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Shan
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The book made clear that it was a revelation given to Joseph, and he struggled mightily (in the book) with obeying the revelation and dealing with Emma's repugnance and unwillingness to enter willingly into polygamy.

I loved the first section of the story when the children were growing up in London, Craig Childs. But then, I also loved Charles Dicken's stories, too. [Smile]

I thought this was an excellent book, as well. Mr. Card has talents in tale-telling that continue to amze.

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Yozhik
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quote:
There is no evidence that the real Joseph Smith lied to his wife and carried on with polygamous relationships.
Umm, well, yeah, there is. Although certain successor groups, like the Community of Christ, who broke away from the LDS church taught otherwise.


quote:
I also found myself fascinated as I read about Joseph Smith's attempts to hide his polygamy, to the point of lying repeatedly to his wife. I found myself asking, How could people really believe in a religion taught by such a man as this?
Joseph Smith's situation reminds me a lot of Abraham's. Except that preparing to sacrifice your son is arguably worse than lying to your wife. It's a tough situation -- what do you do when you feel that God is ordering you to do something wrong? You better make darn sure that it's actually God doing the asking and you're not just crazy.
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scifibum
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"Except that preparing to sacrifice your son is arguably worse than lying to your wife."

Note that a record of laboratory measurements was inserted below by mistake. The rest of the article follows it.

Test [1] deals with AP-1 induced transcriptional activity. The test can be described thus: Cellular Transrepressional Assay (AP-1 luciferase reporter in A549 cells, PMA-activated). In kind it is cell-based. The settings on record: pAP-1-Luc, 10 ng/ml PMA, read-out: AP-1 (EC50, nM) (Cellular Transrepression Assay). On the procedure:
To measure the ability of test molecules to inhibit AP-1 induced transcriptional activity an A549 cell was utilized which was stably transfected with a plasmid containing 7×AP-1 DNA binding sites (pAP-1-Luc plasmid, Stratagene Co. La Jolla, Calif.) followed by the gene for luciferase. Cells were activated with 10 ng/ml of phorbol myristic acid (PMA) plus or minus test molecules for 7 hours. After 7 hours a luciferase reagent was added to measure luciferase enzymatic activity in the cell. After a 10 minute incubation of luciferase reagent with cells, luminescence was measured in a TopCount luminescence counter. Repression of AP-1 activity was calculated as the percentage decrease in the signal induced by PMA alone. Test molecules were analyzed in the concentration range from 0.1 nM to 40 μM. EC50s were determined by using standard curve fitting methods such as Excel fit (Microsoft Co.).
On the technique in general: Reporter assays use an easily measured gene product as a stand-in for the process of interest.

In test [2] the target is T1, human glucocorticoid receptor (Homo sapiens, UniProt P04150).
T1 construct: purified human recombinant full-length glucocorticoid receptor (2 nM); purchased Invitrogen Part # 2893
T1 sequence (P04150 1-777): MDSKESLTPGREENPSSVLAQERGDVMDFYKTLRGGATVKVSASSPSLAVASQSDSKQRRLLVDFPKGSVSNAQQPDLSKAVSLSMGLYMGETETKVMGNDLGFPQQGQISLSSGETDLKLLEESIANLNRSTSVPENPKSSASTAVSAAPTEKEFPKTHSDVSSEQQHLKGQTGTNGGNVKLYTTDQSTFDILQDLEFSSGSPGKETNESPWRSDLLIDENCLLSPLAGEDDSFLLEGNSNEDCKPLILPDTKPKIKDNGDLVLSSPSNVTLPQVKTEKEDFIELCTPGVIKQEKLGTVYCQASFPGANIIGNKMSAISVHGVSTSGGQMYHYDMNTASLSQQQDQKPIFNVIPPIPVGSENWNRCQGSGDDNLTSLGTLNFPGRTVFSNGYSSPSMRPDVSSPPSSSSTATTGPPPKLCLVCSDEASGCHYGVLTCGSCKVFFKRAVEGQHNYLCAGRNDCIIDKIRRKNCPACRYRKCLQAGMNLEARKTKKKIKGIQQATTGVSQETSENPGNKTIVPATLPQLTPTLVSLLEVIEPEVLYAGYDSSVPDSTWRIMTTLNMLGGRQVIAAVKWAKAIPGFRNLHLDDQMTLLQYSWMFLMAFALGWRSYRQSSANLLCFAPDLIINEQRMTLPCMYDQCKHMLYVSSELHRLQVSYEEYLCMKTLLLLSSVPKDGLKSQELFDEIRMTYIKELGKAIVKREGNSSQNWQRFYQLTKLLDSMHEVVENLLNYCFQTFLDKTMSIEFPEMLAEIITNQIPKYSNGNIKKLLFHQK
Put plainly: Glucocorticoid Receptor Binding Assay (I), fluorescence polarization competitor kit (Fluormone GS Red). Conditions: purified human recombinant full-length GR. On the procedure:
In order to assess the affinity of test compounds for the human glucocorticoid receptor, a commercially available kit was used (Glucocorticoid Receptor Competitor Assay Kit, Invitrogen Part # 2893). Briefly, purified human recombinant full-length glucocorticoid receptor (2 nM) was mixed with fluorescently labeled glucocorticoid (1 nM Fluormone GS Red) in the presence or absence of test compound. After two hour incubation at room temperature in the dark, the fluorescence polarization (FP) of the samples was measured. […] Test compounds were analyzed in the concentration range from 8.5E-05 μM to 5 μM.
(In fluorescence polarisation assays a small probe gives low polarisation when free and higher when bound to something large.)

Arguably?

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rivka
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Preparing to =! actually doing so.
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Wendybird
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Yes but remember the Community of Christ split from the LDS church because they felt Joseph's son should be the next prophet. I imagine there were some hard feelings which could color their records of the time. It is possible that there were many women married to Joseph but that does not mean he actually had marital relations with them. There was a lot of misunderstanding about the doctrine and many women were sealed to the prophet but weren't actually married to him.
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Craig Childs
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From what I've read on Wikipedia, there has always been controversy about whether or not Joseph Smith practiced polygamy. I guess the practice became more popular, or at least more widely accepted, under Brigham Young, who of course claimed he learned of the doctrine from Joseph Smith.

Card's version of the story claims Smith did preach polygamy at least to the upper leadership of the church. Card also addressed the use of polygamy as a charitable way of treating widows, and he addressed the fact that many people practiced polygamy begrudgingly, as a duty to their church.

Color me cynical, but I sort of doubt these rationales. I think polygamy probably had a lot more to do with some men's desires to sleep with lots of women.

I do agree, it was a very interesting book. This one was very different from much of Card's other works.

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Craig Childs
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quote:
Originally posted by scifibum:
"Except that preparing to sacrifice your son is arguably worse than lying to your wife."

Arguably?

I can't disagree. Sacrificing your son is worse than lying to your wife.

Is it worse than polygamy? By modern morals, yes.

But in Abraham's time, sacrifice was commonplace in almost all cultures. Child sacrifice was also widely accepted.

In Joseph Smith's time, polygamy was considered an aberration and a crime.

So, the public outcry between the those actions would have been very different, as would the consequences.

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Scott R
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quote:
Color me cynical, but I sort of doubt these rationales. I think polygamy probably had a lot more to do with some men's desires to sleep with lots of women.
It also meant taking care of them financially, along with all their children.

...but here's my Crayola Cynicism...

:sets to coloring:

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Yozhik